ANNIE WALDMAN: She self-diagnosed, exactly. And should women have to go into the hospital and self-diagnose? I mean, there are medical staff for that. And, in fact, in the story, if you read closely, she asked the nurse, in order to get some kind of treatment, in order to get a CT scan, to see if here blood clots were getting worse. And the nurse said, "Oh, it's the pain medication, which might be confusing you." I mean, what does this make us feel as women? What would black women feel about this, to know that their pain is being ignored, their symptoms are being ignored? And, in fact, studies have shown that pain management is something -- it's a huge problem in communities of color. Doctors frequently do not give the right pain medication to black women, and they believe that sometimes it might be, like what happened to Serena Williams, somewhat in their head, or they might be confused.
AMY GOODMAN: Can you talk about the stories of Dacheca and Tanesia?
ANNIE WALDMAN: Yeah. So, while we were -- how we started with this investigation, at least the one looking into hospitals, was with the data. We wanted to find the hospitals that had the highest rates of birth complications. And what we did was we looked at three states, millions of births, so much data that it would overwhelm you. But what we wanted were the human stories. So we worked with an amazing team at ProPublica that does engagement, and they reached out to communities, asking for stories. Coincidentally, we were investigating one hospital in Brooklyn that had one of the highest rates of maternal harm in New York state, and a family reached out to us and said, "Our mother died there." This --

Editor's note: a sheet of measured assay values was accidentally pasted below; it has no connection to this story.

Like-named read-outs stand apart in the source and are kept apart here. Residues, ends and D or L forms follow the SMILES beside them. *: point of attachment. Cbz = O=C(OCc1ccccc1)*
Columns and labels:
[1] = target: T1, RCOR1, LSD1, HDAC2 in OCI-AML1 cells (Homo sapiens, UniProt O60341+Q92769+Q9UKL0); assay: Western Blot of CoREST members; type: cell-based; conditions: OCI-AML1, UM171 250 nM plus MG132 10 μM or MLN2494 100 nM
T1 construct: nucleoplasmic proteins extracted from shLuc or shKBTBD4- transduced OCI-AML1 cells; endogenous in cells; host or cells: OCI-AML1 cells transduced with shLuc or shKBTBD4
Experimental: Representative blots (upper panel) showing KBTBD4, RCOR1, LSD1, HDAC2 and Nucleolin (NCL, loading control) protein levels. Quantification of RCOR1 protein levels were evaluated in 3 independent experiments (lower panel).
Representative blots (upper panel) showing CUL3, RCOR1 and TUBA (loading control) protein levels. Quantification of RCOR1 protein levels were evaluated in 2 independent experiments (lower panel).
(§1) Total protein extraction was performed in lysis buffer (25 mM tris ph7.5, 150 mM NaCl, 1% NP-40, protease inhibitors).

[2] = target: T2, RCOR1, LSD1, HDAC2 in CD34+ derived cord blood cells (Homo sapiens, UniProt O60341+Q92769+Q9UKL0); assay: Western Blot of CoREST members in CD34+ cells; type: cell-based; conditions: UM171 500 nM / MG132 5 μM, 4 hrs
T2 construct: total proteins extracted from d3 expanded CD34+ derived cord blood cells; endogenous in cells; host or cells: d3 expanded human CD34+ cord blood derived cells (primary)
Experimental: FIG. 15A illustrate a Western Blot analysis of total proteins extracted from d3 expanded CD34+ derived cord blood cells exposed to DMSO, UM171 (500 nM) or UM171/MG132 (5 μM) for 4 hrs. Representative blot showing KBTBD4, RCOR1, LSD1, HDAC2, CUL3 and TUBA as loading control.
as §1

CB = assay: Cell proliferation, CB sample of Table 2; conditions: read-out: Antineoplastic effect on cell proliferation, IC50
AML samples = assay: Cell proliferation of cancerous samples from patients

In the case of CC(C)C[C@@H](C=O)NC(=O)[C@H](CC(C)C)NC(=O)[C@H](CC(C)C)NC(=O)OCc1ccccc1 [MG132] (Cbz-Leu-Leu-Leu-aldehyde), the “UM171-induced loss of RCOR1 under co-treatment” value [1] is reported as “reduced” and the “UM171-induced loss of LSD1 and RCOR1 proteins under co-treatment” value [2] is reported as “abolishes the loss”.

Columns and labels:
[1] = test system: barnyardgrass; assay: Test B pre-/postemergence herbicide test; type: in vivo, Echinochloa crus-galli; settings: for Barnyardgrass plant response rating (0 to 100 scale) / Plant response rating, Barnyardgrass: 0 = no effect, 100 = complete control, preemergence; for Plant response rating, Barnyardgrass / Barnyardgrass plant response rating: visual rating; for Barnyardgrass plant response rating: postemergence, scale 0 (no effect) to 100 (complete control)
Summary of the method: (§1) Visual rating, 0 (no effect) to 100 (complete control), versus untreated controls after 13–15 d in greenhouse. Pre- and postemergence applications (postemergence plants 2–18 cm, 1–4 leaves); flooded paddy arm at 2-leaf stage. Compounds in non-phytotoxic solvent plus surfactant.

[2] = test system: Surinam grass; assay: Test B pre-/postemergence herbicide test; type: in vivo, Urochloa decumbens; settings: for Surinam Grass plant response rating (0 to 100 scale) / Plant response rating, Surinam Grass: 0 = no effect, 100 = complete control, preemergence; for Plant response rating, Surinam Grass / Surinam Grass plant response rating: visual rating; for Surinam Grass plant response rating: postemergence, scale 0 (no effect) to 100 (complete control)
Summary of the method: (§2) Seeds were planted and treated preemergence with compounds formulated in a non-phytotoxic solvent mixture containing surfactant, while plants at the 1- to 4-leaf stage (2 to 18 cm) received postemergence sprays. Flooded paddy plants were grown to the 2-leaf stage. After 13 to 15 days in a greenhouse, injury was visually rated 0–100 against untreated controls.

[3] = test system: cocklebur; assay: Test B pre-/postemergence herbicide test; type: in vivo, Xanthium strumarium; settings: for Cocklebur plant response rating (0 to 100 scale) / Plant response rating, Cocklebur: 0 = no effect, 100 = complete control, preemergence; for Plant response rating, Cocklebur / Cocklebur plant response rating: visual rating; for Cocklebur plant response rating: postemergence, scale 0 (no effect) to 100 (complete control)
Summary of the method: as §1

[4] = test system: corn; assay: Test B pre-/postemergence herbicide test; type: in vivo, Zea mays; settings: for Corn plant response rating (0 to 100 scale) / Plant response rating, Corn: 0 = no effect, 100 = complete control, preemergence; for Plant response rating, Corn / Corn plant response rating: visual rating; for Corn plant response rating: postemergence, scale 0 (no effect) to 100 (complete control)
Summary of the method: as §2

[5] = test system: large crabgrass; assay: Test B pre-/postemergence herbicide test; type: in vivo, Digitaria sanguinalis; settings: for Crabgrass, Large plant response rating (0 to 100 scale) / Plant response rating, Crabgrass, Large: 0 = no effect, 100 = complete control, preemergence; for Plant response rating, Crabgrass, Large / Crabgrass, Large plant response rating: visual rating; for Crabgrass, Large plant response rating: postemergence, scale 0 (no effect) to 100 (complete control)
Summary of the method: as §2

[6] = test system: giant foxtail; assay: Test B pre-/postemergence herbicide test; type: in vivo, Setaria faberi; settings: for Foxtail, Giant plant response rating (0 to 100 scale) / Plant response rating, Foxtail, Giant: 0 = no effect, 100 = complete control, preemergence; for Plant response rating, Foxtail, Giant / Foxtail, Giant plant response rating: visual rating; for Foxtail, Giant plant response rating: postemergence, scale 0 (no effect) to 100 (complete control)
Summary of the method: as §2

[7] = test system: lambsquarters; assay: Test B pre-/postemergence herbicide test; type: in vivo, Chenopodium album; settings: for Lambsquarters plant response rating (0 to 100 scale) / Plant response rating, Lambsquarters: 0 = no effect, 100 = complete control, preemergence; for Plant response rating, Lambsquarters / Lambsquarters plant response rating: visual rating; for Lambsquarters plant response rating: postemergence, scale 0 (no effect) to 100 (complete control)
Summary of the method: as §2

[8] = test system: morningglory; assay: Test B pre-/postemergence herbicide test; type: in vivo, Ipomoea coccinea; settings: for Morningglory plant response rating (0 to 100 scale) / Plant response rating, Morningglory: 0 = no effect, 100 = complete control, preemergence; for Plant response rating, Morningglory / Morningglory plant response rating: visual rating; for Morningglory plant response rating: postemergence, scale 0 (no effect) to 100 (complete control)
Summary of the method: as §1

AMY GOODMAN: Can you tell us what hospital it is?
ANNIE WALDMAN: Yes. It's SUNY Downstate in Brooklyn. This is in a triangle that has -- in Brooklyn, which is a borough in New York City, which has one of the highest rates of birth complications. One of the neighborhoods just near this hospital, Brownsville, one in 20 women there have a birth complication when they go into a hospital. So, when you think of these numbers, this is not just a rare occurrence. This is an everyday thing for these communities.
So, Dacheca Fleurimond, one of the women that we focused on, she died just months before our investigation into hospitals. We started looking in to her case. She was incredibly -- while she was at risk, she had no idea that she was going to die when she walked into the hospital. She had had five previous pregnancies. All of them went fine. She was pregnant with twins. She didn't know that she was actually at very, very high risk for a blood clot, what Serena Williams also experienced. Thirty-six hours after her cesarean section, she died.